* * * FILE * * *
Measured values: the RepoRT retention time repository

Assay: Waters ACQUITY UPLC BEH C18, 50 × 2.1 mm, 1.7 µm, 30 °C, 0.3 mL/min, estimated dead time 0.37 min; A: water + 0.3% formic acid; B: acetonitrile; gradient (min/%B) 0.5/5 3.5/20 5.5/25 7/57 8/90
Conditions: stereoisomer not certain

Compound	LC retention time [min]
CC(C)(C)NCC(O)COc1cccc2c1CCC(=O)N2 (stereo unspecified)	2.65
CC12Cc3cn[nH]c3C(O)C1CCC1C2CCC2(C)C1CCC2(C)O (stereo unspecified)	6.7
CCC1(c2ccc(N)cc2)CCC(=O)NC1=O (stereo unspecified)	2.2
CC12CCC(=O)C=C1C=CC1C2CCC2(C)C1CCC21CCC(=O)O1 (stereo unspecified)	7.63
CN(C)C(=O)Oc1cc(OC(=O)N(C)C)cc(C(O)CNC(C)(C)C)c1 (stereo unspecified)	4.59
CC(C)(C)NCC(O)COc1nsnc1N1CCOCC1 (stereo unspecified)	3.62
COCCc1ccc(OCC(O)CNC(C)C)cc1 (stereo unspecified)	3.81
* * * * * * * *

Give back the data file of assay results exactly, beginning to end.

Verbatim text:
Measured values: the RepoRT retention time repository

Assay: Waters ACQUITY UPLC BEH C18, 50 × 2.1 mm, 1.7 µm, 30 °C, 0.3 mL/min, estimated dead time 0.37 min; A: water + 0.3% formic acid; B: acetonitrile; gradient (min/%B) 0.5/5 3.5/20 5.5/25 7/57 8/90
Conditions: stereoisomer not certain

Compound	LC retention time [min]
CC(C)(C)NCC(O)COc1cccc2c1CCC(=O)N2 (stereo unspecified)	2.65
CC12Cc3cn[nH]c3C(O)C1CCC1C2CCC2(C)C1CCC2(C)O (stereo unspecified)	6.7
CCC1(c2ccc(N)cc2)CCC(=O)NC1=O (stereo unspecified)	2.2
CC12CCC(=O)C=C1C=CC1C2CCC2(C)C1CCC21CCC(=O)O1 (stereo unspecified)	7.63
CN(C)C(=O)Oc1cc(OC(=O)N(C)C)cc(C(O)CNC(C)(C)C)c1 (stereo unspecified)	4.59
CC(C)(C)NCC(O)COc1nsnc1N1CCOCC1 (stereo unspecified)	3.62
COCCc1ccc(OCC(O)CNC(C)C)cc1 (stereo unspecified)	3.81